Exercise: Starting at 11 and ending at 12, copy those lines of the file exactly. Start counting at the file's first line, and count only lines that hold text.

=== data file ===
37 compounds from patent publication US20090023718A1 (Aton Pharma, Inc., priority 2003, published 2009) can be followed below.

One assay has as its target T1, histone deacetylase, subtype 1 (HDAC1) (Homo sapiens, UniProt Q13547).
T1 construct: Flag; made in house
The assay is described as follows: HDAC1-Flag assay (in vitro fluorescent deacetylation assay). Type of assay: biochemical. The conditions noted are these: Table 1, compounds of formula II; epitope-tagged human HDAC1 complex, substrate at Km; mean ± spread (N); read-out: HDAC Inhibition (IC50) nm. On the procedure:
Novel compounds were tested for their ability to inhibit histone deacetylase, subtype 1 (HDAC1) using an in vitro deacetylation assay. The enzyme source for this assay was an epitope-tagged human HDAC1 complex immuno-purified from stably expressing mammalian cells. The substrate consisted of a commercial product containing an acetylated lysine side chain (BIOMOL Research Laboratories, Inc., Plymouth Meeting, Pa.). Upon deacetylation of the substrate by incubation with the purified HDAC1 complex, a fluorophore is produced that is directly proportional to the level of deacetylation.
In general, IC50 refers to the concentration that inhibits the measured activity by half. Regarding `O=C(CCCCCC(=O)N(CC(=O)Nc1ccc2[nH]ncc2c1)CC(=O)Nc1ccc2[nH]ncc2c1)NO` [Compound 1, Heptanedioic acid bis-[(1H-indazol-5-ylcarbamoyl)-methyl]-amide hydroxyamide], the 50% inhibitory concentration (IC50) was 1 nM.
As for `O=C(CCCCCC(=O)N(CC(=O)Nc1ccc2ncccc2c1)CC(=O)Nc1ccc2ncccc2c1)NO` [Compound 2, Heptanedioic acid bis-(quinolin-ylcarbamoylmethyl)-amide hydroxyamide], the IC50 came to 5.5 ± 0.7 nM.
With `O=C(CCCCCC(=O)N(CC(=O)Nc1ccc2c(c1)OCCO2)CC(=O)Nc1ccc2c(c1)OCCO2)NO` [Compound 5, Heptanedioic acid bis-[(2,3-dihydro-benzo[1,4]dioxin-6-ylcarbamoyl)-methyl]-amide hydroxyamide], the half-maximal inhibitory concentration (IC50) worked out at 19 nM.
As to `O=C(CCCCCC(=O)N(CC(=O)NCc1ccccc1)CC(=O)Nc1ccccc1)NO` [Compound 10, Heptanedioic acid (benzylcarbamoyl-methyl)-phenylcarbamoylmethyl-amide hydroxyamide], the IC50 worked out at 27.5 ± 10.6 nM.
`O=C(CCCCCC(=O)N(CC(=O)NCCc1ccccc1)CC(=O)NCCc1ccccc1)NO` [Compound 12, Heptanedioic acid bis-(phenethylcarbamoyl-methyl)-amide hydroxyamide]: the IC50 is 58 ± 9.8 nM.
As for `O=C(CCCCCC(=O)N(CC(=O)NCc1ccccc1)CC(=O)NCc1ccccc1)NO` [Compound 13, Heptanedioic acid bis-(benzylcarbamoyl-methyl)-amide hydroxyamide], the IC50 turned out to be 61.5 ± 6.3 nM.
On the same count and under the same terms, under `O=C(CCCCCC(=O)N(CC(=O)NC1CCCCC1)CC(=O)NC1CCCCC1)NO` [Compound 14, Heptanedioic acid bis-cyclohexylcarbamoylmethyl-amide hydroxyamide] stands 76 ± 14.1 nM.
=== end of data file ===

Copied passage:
As for `O=C(CCCCCC(=O)N(CC(=O)NCc1ccccc1)CC(=O)NCc1ccccc1)NO` [Compound 13, Heptanedioic acid bis-(benzylcarbamoyl-methyl)-amide hydroxyamide], the IC50 turned out to be 61.5 ± 6.3 nM.
On the same count and under the same terms, under `O=C(CCCCCC(=O)N(CC(=O)NC1CCCCC1)CC(=O)NC1CCCCC1)NO` [Compound 14, Heptanedioic acid bis-cyclohexylcarbamoylmethyl-amide hydroxyamide] stands 76 ± 14.1 nM.